a radio device or system for locating an object by means of ultrahigh-frequency radio waves reflected from the object. These reflected waves are received, observed, and analyzed by the receiving part of the radio device in such a way that characteristics (such as distance and direction) of the object may be determined

Radio Waves

electromagnetic waves occurring on the radio frequency portion of the electromagnetic spectrum. They have the longest wavelengths in this spectrum (from a few millimeters up to hundreds of miles).


a miniature radio transmitter that is carried by an unmanned balloon aloft with instruments for the simultaneous measurement and transmission of meteorological data

Rain (RA)

precipitation in the form of liquid water drops with diameters greater than 0.5 mm

Rain Droplet

larger than cloud droplets, they are approximately 0.5 mm (~0.02 in) or larger in diameter (up to around 5 mm or 0.2 in).

Rain Gauge

an instrument used to measure the quantity of rain that has fallen

Rain-Free Base

a dark, horizontal cloud base with no visible precipitation beneath it; it typically marks the location of the thunderstorm updraft


an arc of colored bands, arranged from red to blue, which may be seen on a "sheet" of water drops (rain, fog, spray)

Rainfall Estimates

a series of NEXRAD products that employ a Z-R relationship to estimate surface rainfall totals from observed reflectivity.


in radar meteorology, the straight-line distance from the radar

Range Folding

one limitation of a Doppler radar. An echo at a far range (beyond the radar’s maximum unambiguous range) could be misinterpreted as being at a closer range. Range folding hampers accurate velocity values.

Range-Height Indicator (RHI)

a radar display in which the radar scans vertically, with the antenna pointing at a specific azimuth or radial. NEXRAD does not support RHI, but the PUP software allows the NEXRAD operator to construct a vertical cross-section using data from multiple scans of the radar.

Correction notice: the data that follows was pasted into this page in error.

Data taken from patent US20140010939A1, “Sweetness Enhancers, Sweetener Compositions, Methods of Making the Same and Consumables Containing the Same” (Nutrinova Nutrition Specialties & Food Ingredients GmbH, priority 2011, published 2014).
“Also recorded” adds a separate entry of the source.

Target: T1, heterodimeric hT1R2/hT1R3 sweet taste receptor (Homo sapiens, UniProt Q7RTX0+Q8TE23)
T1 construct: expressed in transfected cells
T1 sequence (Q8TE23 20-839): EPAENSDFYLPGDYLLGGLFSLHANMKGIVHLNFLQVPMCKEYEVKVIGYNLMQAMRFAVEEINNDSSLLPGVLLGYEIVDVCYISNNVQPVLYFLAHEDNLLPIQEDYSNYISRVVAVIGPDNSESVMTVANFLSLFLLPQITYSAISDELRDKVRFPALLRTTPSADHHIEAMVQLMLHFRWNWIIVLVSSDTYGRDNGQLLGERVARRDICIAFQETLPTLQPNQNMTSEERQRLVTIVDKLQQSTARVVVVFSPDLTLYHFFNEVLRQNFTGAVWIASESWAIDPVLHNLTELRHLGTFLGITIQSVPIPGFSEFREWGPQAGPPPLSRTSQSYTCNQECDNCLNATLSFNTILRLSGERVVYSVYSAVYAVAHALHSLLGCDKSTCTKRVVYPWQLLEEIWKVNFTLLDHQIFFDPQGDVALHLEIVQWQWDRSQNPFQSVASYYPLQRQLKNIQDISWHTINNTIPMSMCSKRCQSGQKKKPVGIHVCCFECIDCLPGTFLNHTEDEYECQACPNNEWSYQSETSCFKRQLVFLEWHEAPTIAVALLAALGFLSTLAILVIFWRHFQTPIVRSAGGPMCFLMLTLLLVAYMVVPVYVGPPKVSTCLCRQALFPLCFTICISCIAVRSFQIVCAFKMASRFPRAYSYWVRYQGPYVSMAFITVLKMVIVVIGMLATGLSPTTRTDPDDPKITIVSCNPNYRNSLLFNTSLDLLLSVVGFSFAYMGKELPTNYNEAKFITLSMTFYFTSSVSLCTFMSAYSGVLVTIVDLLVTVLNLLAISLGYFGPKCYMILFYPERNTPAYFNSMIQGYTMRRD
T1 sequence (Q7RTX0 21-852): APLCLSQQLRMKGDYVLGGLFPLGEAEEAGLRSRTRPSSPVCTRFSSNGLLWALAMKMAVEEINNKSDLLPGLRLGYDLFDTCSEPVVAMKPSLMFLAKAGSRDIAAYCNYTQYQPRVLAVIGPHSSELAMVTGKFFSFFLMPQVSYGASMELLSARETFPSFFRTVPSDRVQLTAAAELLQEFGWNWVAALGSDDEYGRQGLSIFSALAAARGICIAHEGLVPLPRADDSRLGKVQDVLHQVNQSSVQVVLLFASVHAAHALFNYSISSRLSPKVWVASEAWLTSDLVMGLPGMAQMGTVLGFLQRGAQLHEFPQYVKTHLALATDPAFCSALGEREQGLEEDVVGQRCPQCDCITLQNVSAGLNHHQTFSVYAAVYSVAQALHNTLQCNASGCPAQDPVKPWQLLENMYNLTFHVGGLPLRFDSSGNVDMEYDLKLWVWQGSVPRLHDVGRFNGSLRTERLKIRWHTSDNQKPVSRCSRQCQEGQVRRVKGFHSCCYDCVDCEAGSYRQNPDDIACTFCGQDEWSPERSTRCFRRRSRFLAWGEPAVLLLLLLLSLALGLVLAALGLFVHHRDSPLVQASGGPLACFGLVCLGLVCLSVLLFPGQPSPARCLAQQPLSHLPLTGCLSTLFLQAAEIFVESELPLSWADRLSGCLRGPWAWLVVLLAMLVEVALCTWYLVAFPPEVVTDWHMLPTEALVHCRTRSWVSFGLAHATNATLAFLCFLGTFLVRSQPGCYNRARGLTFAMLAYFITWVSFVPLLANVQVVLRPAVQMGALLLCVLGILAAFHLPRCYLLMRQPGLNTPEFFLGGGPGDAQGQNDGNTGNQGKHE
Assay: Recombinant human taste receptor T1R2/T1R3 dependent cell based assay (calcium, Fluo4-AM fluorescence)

Radiosonde Observation (an upper-air observation)

Rapid Update Cycle (RUC) Model

a numerical model simulation conducted at NCEP that focuses on short-term (up to 12 hours) forecasts and mesoscale weather features; forecasts are prepared every 3 hours for the contiguous United States

Rapidly Intensifying

indicator for a maritime cyclone whose central pressure is dropping, or is expected to drop, at a rate of 1 mb per hour for 24 hours. See Bomb Cyclogenesis.


Remote Automated Weather Stations


Rocky Mountains






see Ridge




refers to the rapid retrieval, processing and transmission of data

Rear Flank Downdraft (RFD)

a region of dry air descending on the back side of, and wrapping around, a mesocyclone. It is often visible as a clear slot wrapping around the wall cloud. Scattered large precipitation particles (rain and hail) between the clear slot and wall cloud may show up on radar as a hook or pendant; thus, the presence of a hook or pendant may indicate the presence of an RFD.

Rear Inflow Jet

associated with MCS structures such as bow echoes, it aids in creating a stronger cold pool (more cold, dense air that acts as a plow) and downdrafts. Strong straight-line winds can result with a strong rear inflow jet.




the process whereby radiation (or other waves) that hits a surface is directed back into the medium through which it traveled.


a radar term referring to the ability of a radar target to return energy; used to derive echo intensity and to estimate precipitation intensity and rainfall rates